The Art of the Broth
The starting point was seasonal, locally grown ingredients that I wanted to use up in a fresh way. I was tired of resorting to my old ways of cooking: shiitake mushrooms (not a stir-fry again!), butternut squash, which I love roasted but wanted to see if they'll work with these particular mushrooms (they go smashingly well with portobello mushrooms). I also had a wackload of Asian pears which I was considering using in a salad again (a regular favourite on our table since last fall).
Short search in two recently found and very resourceful vegetarian cookbooks - Plenty and rebar - was a proof that the latter is the ideal choice when cooking seasonal is the guideline, and a further proof that sustainable nourishment can be exotic indeed. The particular recipe of choice included mostly ingredients that I found at the farmer's market that weekend (except for the scallions, condiments and the added deep fried tofu).
At this point, you might be asking yourself - why are there so many recipes on this blog? Isn't it a perfume blog? Or a perfumers' blog? Well, it is. I just happen to be very interested in cooking. And I also am very passionate about eating well, supporting local agriculture and sustainable business practices. All of the above have been and will continue to be core values of how I run my business and try to live my life. But aside from that, I'm finding more and more correlations between perfuming and creating in the culinary medium. Which means that everyone in my home or who comes through it is getting really spoiled with all my baking and cooking experiments...
This winter I've decided to make my own broth rather than contributing to landfills with cartons of emptied organic vegetable broth. Besides the earth-concious benefits, it also makes the house smell incredibly welcoming and cozy while undergoing an extended simmer.
Creating a broth, in particular, seems like constructing a perfume. There are layers upon layers of flavours that are essential for creating depth, character and a backbone or foundation for other delicious dishes - soups, stews and, of course - risotto! Since I only use vegetables, it's very important that the broth has certain materials in it. What most seem to miss in vegetarian cooking is that mysterious depth that so many find lacking in vegetarian dishes. The secret to that is using dried mushrooms. I find that give it that umami flavour and meaty depth. And paired with the right spices or herbs, it can border on perfection. You might just never look back at boiling bones if you try my recipe for the ultimate vegetable broth (I promise I will post it next week).
The challenge with this soup was not so much the broth, which I was making anyway for a number of other "projects". It was the seaweed. I found it to be way too fishy for me in this context and had to add the cinnamon to balance the flavours out. You might want to try it without seaweed and see how you like it. There is no shortage of depth without it, even if you're using plain water rather than pre-made vegetable broth.
So here's my recipe (adapted from rebar modern food cookbook's udon & ginger squash with miso-shiitake broth), page 178). This should be sufficient to feed 2 very hungry adults as a meal-in-a-bowl all on its own; or 4 with lesser appetite or as a starter dish:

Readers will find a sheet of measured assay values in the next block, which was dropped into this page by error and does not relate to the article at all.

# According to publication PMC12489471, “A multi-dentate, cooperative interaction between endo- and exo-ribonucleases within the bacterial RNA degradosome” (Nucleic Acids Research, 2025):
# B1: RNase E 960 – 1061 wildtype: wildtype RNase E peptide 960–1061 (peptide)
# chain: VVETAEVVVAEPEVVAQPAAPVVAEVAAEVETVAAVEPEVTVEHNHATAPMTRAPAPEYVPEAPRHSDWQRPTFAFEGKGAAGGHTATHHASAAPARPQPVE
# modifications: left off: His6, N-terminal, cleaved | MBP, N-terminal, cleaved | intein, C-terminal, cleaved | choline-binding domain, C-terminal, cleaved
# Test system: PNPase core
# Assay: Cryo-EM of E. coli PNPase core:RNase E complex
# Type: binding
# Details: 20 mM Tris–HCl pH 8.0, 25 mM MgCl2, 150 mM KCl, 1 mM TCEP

Broth & Soup
handful of wakame seaweed
12gr dried sliced shiitake mushrooms
6 cups of water or vegetable stock
2 Tbs tamari or soy sauce
2 Tbs mirin (sweet rice vinegar - use apple cider vinegar in a pinch)
2 Tbs sake (use white wine in a pinch)
2 Tbs fresh ginger root, peeled and minced very finely (reserve 1 Tbs for the roasted squash - see below)
2 whole star anise
1 piece of sweet cassia bark
1 Asian pear, sliced
2 handful of greens of your choice (i.e.: collard greens, spinach, bok choy, gai-lan, watercress, etc.) rinsed and drained, cut or torn into large pieces if necessary.
1 cup whole baby shiitake mushrooms (or 8 large ones, sliced)
- Cover the mushrooms, cassia bark, star anise and seaweed with the water or broth, and cook on low heat for an hour, keeping it just under simmering.
- Add the ginger, tamari, sake, mirin and miso. Stir well.
- Add the the fresh shiitake mushrooms and cook until thoroughly warmed
- Add the sliced Asian pears and greens, and cook just until the greens are wilted but are still a bright, vivid colour.
- Remove from heat without the lid.
Meanwhile, prepare the Roasted Ginger Squash:1 butternut squash, halved and sliced, with the seeds removed.
2 Tbs grapeseed oil (or other non-GMO vegetable oil)
1 Tbs minced fresh ginger root
1/4 tsp Maldon sea salt flakes
- Roast in the oven at 400F for 20-30 minutes, until golden-brown or crispy. This is a more healthful and easy to prepare alternative to tempura. The roasted minced ginger adds a nice crunch!
To assemble the soup:
2 packs of fresh or frozen udon noodles (cook according to the package).
1 package deep-fried tofu (rinse under hot water to release excess fats).
2-4 scallions, very thinly sliced
dark sesame oil, to taste
- Place noodles and tofu at the bottom of each serving bowl. Pour broth over, and place vegetables neatly on top, making sure that each bowl gets an equal amounts of each vegetable (or fruit!).
- Place slices of roasted butternut squash on top.
- Garnish with sliced scallions and a drizzle of dark sesame oil.
Cooking for one